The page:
Lawyers have said they are fighting or preparing cases on behalf of 115 public figures who suspect, claim or have been officially informed that their mobile phones were hacked by people working for the News of the World, The Independent can reveal today.
In an intensification of legal action, 70 high-profile individuals have demanded police disclose any evidence the Sunday tabloid intercepted their private messages, while 45 have launched or are intending to launch civil proceedings against its owner News International for alleged breach of privacy.
The cases – which include 12 actions already brought by public figures before the High Court – come amid a widening of the police operation into suspected hacking by a private investigator working for the News of the World (NotW).
In the past week detectives heading a new Scotland Yard inquiry have informed people previously given the all-clear they may have been targeted by Glenn Mulcaire. He was jailed for six months and the NotW's Royal Editor Clive Goodman for four months in 2007 for accessing hundreds of phone messages left on the phones of aides to Princes William and Harry.
However, police brought no further prosecutions, despite finding Mr Mulcaire in possession of 4,332 names or partial names of people, 2,978 mobile phone numbers and 91 PIN codes changed from default settings.
As a result, figures from showbusiness, politics and sport have been contacting lawyers seeking to establish whether they were hacked and whether they can obtain redress from Britain's biggest newspaper group.
The cases could prove highly expensive to Rupert Murdoch's media empire, given that NotW settled three actions for around £1.5m, including a reported £1m payment to the publicist Max Clifford and £700,000 to Gordon Taylor, chief executive of the Professional Footballers Association.
They also threaten to cause News International months of bad publicity as Mr Murdoch seeks Government approval for a £7.8bn takeover bid for the country's largest commercial broadcaster, BSkyB.
Charlotte Harris, a media lawyer recruited by Mishcon de Reya in London, has told The Independent that she has sought information from police on behalf of 30 clients, including Leslie Ash and her husband Lee Chapman, 15 of which she expects to "take forward." John Kelly, a litigation expert at Schillings in London – who represents comedian Steve Coogan and former footballer Andy Gray – has made 20 requests to police for information.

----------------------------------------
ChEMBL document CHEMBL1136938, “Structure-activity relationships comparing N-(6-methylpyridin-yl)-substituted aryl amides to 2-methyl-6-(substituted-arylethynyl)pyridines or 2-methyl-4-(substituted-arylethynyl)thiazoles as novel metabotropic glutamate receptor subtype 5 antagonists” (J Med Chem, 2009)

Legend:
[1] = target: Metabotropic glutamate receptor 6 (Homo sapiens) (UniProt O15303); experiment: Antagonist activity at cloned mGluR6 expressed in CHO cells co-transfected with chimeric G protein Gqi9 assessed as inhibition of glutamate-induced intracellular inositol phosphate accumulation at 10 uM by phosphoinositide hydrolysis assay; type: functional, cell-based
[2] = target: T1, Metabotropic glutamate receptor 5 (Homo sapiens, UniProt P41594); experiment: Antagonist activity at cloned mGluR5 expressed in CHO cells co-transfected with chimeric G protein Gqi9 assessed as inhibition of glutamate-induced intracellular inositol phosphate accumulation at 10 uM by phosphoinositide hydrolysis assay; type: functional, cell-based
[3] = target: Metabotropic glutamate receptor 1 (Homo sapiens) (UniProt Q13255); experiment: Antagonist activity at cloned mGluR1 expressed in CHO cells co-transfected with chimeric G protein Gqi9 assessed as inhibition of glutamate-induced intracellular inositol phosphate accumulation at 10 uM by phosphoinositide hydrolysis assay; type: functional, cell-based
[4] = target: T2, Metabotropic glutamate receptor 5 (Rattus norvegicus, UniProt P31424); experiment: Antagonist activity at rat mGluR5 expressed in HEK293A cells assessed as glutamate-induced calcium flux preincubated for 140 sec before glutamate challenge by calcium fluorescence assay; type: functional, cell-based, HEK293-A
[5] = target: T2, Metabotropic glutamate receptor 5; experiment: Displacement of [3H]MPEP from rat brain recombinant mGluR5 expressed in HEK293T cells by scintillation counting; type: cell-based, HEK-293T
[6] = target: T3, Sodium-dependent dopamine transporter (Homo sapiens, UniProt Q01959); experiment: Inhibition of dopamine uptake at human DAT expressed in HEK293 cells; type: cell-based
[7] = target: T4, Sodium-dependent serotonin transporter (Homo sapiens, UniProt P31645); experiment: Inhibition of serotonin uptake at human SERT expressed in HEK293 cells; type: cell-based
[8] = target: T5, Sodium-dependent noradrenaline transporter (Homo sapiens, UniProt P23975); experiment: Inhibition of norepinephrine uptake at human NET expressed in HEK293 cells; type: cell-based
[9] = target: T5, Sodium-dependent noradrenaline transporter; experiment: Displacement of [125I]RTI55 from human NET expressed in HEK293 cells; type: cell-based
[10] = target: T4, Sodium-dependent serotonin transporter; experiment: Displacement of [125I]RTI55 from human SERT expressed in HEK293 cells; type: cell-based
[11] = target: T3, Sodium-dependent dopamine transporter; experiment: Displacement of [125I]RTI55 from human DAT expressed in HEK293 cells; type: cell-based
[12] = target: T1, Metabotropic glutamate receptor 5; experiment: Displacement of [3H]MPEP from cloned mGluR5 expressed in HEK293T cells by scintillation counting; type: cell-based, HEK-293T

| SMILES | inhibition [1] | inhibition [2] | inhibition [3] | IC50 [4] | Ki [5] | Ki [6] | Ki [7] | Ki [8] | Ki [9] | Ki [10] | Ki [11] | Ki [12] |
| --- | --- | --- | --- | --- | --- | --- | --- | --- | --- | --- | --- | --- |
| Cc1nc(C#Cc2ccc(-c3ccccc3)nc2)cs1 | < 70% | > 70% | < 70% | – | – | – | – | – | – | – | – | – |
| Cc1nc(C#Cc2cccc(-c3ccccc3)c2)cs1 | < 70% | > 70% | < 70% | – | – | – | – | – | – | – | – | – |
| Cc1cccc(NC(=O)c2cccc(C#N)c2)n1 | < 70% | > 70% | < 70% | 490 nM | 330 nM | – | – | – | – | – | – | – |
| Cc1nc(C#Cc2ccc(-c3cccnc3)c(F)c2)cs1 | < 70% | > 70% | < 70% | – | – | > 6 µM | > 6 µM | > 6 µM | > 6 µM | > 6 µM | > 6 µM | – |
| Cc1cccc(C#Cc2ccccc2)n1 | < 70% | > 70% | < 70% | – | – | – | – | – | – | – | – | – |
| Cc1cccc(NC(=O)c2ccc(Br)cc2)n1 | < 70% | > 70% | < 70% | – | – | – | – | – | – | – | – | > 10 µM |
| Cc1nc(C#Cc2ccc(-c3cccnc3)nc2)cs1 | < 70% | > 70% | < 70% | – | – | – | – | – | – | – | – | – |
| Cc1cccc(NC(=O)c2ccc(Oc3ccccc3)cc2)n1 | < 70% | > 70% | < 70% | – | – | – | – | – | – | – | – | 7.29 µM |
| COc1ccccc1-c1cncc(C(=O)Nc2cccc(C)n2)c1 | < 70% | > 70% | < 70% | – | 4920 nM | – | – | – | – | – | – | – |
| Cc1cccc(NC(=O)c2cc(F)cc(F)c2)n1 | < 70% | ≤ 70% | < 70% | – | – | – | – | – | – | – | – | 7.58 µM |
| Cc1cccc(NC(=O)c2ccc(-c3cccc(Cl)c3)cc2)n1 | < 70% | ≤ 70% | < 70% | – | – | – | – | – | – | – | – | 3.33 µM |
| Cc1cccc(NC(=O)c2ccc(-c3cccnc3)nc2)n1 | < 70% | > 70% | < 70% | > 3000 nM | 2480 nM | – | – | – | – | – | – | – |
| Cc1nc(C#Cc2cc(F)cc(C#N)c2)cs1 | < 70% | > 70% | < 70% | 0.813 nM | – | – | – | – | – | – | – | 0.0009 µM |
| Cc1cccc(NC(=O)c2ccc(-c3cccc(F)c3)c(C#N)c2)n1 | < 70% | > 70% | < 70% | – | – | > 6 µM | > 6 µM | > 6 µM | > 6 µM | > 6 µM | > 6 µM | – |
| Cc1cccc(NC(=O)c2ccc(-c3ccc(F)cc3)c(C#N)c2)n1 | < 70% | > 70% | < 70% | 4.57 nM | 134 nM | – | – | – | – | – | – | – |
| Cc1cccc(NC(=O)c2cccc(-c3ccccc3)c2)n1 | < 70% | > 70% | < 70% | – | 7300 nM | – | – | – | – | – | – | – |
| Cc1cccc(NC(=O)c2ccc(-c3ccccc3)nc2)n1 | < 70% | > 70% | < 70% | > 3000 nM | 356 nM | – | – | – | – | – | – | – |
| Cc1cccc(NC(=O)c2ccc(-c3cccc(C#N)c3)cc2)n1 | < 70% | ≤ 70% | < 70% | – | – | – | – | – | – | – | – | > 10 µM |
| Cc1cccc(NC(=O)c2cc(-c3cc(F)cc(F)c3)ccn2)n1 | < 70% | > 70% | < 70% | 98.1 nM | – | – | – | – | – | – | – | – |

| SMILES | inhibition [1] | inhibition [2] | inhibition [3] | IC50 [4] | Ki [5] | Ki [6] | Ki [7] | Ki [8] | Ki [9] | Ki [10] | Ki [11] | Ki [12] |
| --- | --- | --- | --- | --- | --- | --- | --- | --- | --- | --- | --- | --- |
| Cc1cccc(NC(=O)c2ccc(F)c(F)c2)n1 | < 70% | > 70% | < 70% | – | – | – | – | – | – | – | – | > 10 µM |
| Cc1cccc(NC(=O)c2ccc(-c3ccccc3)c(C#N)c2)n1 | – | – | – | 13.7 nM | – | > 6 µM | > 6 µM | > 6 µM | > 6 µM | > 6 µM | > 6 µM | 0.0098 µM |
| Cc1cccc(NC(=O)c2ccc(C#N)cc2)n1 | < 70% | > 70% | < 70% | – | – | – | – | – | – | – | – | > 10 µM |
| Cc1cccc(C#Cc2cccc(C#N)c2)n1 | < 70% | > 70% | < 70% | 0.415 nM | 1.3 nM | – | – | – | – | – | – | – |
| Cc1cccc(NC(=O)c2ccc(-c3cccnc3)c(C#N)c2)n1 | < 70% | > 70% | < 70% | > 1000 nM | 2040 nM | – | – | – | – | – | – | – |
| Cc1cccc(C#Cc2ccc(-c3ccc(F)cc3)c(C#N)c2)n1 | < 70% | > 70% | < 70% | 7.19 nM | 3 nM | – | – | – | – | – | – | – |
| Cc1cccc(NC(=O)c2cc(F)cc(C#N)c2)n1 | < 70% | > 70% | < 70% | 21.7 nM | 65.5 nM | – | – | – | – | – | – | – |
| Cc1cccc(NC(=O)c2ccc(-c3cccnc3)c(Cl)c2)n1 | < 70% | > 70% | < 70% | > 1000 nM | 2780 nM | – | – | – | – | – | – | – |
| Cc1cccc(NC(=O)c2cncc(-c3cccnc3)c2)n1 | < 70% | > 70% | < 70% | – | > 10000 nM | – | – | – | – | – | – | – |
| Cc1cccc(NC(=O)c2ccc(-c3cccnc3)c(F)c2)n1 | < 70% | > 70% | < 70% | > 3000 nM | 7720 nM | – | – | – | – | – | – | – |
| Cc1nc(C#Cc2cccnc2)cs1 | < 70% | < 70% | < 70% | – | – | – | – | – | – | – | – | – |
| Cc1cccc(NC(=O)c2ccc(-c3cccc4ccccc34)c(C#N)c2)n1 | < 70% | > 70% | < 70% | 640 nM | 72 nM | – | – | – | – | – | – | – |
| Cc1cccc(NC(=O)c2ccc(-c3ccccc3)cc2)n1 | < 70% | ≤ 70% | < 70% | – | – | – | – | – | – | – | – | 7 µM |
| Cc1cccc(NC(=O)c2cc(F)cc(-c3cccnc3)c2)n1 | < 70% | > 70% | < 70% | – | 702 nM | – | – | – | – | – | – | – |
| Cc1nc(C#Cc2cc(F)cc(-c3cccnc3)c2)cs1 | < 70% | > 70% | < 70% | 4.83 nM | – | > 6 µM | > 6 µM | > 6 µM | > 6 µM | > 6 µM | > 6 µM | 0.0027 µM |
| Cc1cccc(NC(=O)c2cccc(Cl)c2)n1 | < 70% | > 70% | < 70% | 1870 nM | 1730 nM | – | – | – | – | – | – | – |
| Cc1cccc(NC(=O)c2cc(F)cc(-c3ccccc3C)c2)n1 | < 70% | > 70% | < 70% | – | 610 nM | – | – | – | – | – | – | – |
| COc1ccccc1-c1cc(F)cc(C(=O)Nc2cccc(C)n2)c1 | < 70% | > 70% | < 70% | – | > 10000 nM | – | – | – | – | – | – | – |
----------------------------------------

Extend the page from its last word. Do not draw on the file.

Graham Shear, a partner at Berwin Leighton Paisner, has not issued proceedings but is preparing eight civil actions against News International (NI). He said: "I think I will probably end up with more than 10 cases that will be run and look like viable actions."
Mark Lewis, who obtained Mr Taylor's settlement and who is fighting a case for his former deputy Mick McGuire, has sent letters of action to NI on behalf of the TV presenter Chris Tarrant and jockey Kieren Fallon, and has asked police for evidence on six individuals including the former England manager Sven Goran Eriksson.
Mr Lewis is personally suing the Metropolitan Police over its questioning of his evidence to MPs that a policeman had told him that "something like 6,000 people" had their messages intercepted or messages hacked.
He told The Independent: "It's important to remember that the number of victims [so far] relates to a police inquiry about one newspaper between 2005 and 2006. In reality this has been going on for much longer and in many newspapers. The number of victims must be in the tens of thousands."
In a planned judicial review, lawyer Tamsin Allen is arguing the Metropolitan Police's failure to give evidence about hacking to four claimaints including John Prescott breached their human rights. She said: "I have another 10 or so who have sought information from police, and around 6 to 10 who are considering privacy claims against News International."
Gerald Shamash, of Steel & Shamash, is taking action on behalf of Alastair Campbell, Tony Blair's former spokesman and ex-England footballer Paul Gascoigne.
News International declined to comment on the cases, but said: "News International has made it very clear that if we find or are presented with evidence of wrongdoing we will act, as evidenced by recent events."